Portuguese emigrés in South Africa have been caught up in the wave of xenophobic attacks causing chaos in Johannesburg and Pretoria – and up till now there has been zero government support.
Community leader Manny Ferreirinha says Portuguese businesspeople will be trying to help themselves, but it is time for the government to step in.
So far at least 11 have been killed in the attacks, centred in the Gauteng province.
Various shops and businesses run by Portuguese have been ransacked, but there are no reports of any Portuguese casualties.
The unrest began last month, and involves South Africans waging attacks on “several foreign communities”, including Portuguese.
The minorities targeted are mainly Somalis, Pakistanis, Muslims and Nigerians. But on Sunday, “hundreds of South Africans of Zulu origin marched through the streets of Johannesburg” in precisely the areas where Portuguese outlets operate, chanting slogans like “foreigners go home”, say reports.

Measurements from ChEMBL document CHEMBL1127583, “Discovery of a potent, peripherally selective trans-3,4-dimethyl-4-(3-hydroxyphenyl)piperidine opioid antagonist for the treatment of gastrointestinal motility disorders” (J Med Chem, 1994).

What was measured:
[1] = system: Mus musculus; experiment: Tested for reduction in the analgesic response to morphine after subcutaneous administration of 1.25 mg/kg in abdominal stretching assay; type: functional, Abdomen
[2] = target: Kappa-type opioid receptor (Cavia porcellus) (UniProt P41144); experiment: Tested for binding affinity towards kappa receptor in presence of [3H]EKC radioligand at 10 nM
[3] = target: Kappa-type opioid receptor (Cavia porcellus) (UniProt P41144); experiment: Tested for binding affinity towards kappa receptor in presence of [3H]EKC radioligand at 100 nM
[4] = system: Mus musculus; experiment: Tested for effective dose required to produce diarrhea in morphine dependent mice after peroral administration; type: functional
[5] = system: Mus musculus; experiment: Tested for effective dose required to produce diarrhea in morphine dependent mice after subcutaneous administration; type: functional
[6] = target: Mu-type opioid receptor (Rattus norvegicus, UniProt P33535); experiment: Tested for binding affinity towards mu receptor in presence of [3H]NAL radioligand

Lusa adds that Francisco-Xavier de Meireles – the Portuguese consul general in Johannesburg – has advised fellow nationals to ‘start organising’ themselves collectively through civic platforms like Fórum Português (the one led by Manny Ferreirinha).
“We have to be organised”, he told a meeting round the memorial to Portuguese victims of crime in South Africa.
As to any kind of ‘plan B’ for the evacuation of nationals, Xavier de Meireles said “the EU doesn’t have a military force. We haven’t reached that point (of pulling emigrés out), we are in the phase of dialoguing with authorities”.
According to Lusa, five Portuguese shops have been attacked in the violence so far, with damages exceeding half a million euros.